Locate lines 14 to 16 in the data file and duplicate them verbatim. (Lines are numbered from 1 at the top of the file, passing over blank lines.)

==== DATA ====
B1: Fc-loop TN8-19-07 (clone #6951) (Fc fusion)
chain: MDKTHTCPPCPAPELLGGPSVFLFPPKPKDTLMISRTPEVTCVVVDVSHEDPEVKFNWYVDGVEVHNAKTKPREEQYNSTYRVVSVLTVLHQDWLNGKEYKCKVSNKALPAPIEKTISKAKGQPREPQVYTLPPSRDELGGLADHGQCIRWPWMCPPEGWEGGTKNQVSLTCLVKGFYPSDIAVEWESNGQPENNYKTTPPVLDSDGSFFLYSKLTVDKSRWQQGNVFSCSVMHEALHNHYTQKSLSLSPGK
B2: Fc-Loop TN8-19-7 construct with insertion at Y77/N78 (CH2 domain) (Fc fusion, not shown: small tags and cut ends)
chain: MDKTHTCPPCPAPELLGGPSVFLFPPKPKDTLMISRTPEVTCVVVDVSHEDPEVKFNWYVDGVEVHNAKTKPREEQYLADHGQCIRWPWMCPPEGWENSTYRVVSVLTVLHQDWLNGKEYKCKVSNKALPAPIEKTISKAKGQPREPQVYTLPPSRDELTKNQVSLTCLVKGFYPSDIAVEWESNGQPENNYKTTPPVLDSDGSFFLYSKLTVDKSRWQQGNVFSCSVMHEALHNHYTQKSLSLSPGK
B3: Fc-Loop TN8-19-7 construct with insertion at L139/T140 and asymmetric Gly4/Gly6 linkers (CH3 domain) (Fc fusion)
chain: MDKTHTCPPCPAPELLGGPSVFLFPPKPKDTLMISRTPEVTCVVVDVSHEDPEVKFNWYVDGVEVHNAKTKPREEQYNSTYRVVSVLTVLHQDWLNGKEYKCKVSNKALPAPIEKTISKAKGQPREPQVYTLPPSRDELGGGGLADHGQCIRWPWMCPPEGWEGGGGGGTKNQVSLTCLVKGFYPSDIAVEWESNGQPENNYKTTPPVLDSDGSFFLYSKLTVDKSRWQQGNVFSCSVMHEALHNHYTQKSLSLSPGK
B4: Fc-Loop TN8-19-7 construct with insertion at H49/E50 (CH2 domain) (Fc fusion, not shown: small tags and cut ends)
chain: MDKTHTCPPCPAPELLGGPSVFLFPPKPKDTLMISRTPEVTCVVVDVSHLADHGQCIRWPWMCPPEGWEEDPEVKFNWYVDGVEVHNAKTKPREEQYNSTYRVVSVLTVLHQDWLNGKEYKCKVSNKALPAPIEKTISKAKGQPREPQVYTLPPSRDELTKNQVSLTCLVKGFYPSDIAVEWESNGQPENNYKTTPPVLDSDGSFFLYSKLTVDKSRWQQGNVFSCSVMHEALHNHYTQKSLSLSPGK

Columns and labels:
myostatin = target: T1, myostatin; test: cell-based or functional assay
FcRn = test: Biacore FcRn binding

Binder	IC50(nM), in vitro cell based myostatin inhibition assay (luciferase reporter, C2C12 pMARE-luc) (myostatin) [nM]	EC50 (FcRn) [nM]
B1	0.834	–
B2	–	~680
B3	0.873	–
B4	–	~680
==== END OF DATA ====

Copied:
B2	–	~680
B3	0.873	–
B4	–	~680